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Britain's Greatest Pilot - BBC 2 2100 1 June

Yokel

LE
This evening, BBC 2 will broadcast a programme about the exploits of Captain Eric 'Winkle' Brown, WWII Royal Navy fighter pilot and test pilot. If the programme is as exciting as his book then it will be gripping viewing.

This is a man with extraordinary talents that gave him a unique role during the War and afterwards. His skill as a fighter pilot helped prove the concept of the escort carrier, a key innovation during the struggle in the Atlantic (and he describes one convoy battle in some detail), then his aptitude in landing on a carrier resulted in him instructing other naval pilots who were needed to fight the war, from which he started test flying.

He played a role in solving the problems encountered by wartime aircraft. Following Germany's surrender, his talent for languages (which had earned him a University scholarship before the war) led to him being involved in exploring German technologies, and interviewing captured Nazis such as the commandant of Belsen.

Post war he was involved with test flying, squadron flying as a naval pilot, and development work for Fleet Air Arm aircraft and British carrier innovations. He was involved with Cold War work at the MOD, naval attaché to West Germany and finally Command Officer of RNAS Lossiemouth.

He holds the word record for the greatest number of aircraft types flown by a single person.
 
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One of the History Magazines in Sainsburys had Captain Brown on the front cover.
Sadly magazine was £6.99 and to pricey for me!

Going to watch & record it as it should be very good!
 
one of the greats, sadly getting on a bit now very interesting books "Wing on my sleeve" and "wings of the luftwaffe" still available at reasonable price on amazon
 
OP. Cheers for posting it looks good.

Also, it's nice to see such a post dated instead of the crappy 'tonight on BBC...' which you go rushing to see what time only to discover that the thread is 2 years old.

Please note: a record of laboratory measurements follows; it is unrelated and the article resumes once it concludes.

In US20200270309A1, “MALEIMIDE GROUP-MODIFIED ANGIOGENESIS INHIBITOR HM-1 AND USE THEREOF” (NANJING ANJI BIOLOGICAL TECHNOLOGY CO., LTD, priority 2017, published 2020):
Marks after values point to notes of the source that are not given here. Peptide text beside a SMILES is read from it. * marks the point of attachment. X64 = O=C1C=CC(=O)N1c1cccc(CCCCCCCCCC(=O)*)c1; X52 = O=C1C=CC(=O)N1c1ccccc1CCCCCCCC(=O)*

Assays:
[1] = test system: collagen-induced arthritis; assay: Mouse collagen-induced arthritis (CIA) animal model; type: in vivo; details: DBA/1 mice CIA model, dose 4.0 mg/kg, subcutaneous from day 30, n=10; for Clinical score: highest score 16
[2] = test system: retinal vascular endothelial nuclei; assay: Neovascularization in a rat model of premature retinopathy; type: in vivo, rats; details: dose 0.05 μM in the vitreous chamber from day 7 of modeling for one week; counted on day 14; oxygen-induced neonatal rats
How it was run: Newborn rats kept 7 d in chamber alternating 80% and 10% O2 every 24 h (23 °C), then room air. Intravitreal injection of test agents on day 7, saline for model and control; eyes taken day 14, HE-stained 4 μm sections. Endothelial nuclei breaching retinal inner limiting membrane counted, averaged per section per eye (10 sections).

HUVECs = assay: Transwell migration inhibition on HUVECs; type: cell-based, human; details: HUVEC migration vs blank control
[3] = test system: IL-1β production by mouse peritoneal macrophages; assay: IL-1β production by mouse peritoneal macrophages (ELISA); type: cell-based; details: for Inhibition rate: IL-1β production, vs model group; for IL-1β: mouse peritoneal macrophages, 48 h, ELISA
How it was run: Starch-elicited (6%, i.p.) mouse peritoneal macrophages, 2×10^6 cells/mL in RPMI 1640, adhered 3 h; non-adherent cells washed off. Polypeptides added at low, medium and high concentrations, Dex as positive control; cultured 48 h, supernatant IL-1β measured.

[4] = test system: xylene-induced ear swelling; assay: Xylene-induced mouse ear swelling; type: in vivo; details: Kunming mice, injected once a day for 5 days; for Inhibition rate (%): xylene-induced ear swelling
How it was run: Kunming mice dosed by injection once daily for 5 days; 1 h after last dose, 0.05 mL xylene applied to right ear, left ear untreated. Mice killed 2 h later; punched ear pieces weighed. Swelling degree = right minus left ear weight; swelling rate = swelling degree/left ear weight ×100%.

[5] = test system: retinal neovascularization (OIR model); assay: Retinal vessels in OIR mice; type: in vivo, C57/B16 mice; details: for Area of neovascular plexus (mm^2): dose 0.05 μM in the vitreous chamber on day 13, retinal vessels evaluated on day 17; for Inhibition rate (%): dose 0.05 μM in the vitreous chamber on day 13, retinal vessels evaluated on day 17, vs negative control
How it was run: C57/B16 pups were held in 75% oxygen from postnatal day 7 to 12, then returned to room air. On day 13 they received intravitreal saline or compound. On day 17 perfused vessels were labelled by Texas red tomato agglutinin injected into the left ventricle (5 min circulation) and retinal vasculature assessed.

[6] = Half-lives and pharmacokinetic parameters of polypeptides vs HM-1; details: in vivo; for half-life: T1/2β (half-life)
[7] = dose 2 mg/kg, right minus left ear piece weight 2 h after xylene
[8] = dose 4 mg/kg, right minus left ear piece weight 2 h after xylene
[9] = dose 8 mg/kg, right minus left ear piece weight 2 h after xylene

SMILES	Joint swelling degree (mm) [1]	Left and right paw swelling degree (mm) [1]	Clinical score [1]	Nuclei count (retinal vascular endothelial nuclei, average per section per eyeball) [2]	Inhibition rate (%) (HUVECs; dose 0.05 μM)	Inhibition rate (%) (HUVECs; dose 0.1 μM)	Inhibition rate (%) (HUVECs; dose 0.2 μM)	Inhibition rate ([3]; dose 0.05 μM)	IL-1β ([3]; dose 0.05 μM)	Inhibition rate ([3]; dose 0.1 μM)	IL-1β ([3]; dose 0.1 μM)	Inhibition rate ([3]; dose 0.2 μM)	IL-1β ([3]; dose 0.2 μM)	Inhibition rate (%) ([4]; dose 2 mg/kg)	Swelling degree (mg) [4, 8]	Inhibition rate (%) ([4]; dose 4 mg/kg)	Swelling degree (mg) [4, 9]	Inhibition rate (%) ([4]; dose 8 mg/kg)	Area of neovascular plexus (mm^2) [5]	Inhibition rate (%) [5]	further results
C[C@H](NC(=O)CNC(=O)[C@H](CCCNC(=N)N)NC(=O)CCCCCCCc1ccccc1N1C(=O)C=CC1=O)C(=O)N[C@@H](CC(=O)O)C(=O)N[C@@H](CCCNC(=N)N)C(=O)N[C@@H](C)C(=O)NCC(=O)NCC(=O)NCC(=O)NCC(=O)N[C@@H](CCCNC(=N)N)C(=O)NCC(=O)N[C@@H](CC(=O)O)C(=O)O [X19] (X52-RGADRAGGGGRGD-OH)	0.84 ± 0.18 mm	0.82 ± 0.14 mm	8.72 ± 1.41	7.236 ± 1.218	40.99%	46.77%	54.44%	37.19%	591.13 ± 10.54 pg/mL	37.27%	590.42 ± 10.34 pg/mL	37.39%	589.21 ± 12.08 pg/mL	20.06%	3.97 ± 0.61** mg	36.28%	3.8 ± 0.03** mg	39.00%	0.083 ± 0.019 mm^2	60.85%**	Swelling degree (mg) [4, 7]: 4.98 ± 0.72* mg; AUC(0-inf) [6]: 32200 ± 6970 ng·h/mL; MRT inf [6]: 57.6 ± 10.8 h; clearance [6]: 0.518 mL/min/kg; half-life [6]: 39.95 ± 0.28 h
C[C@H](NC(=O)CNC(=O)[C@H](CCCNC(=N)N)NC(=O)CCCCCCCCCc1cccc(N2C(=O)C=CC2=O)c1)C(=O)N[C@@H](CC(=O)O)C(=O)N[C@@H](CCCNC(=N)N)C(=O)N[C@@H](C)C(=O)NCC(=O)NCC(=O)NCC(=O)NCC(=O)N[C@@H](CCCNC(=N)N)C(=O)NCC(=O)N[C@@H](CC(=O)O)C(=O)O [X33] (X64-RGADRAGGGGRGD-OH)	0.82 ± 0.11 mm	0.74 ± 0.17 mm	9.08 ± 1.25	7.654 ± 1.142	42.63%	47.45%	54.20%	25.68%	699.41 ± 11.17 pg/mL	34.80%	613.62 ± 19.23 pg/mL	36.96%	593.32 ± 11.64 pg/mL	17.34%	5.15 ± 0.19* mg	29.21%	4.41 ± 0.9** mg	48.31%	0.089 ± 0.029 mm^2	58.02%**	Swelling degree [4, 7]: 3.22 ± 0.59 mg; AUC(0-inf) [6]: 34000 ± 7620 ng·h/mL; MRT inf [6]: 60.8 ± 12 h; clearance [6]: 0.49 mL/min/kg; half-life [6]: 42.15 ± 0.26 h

Thank you very much for the heads-up. Will be watching. Courage and extreme skill in equal measure.
 

Longlenny

War Hero
Book Reviewer
I went to a lecture he gave. He actually flew the Me 163 a frightening aircraft. We were told we could ask questions, I asked "how many times did you fly the 163?

His answer in a strong Scottish accent, "Once was enough laddie!"
 
S

swampmonster

Guest
Cheers going to watch this....in 7 mins ☺

Sent from my SM-N9005 using Tapatalk
 
My first impression is that Captain Eric Melrose "Winkle" Brown, RN, CBE, DSC, AFC, Hon FRAeS (born 21 January 1919)- Britain's best ever pilot- was not in the RAF :)
 
My first impression is that Captain Eric Melrose "Winkle" Brown, RN, CBE, DSC, AFC, Hon FRAeS (born 21 January 1919)- Britain's best ever pilot- was not in the RAF :)

Apart from the photo of him in RAF kit at the start of the programme, you mean.......?

Nonetheless, what a bloke.
 

rampant

LE
Kit Reviewer
Book Reviewer
Them deck landings looked like fun.

Yeah, some absolutely corking shots of one of my favourite aircraft, and contender for most beautiful aircraft of all time, doing deck landings: dH. 103 Hornet

De_Havilland_Hornet_F1.jpg
horn20r.jpg
Sea_Hornet_F_Mk_30_-_001.jpg
th.jpg
 

PFGEN

GCM
My first impression is that Captain Eric Melrose "Winkle" Brown, RN, CBE, DSC, AFC, Hon FRAeS (born 21 January 1919)- Britain's best ever pilot- was not in the RAF :)

I think in his case we can excuse that. The man is a living legend and only semi-retired. He's 95, for heavens sake, and looks like he could still jump into a cockpit and fly rings round a lot of young'uns. Not only the most types of aircraft but he also holds the world record for the most carrier landings.

Tonight's story was only a fraction of what he's achieved in his life. He was one of the people who solved the problems associated with supersonic flight. Unfortunately sold out by the government of the time when the UK gave up on its lead in aviation and all our ideas were gifted to the US. I've heard him talk about it a couple of times and, well, its a topic best left alone.

As to the rest I could listen to him relating his experiences for hours on end and never tire. A remarkable human being!
 

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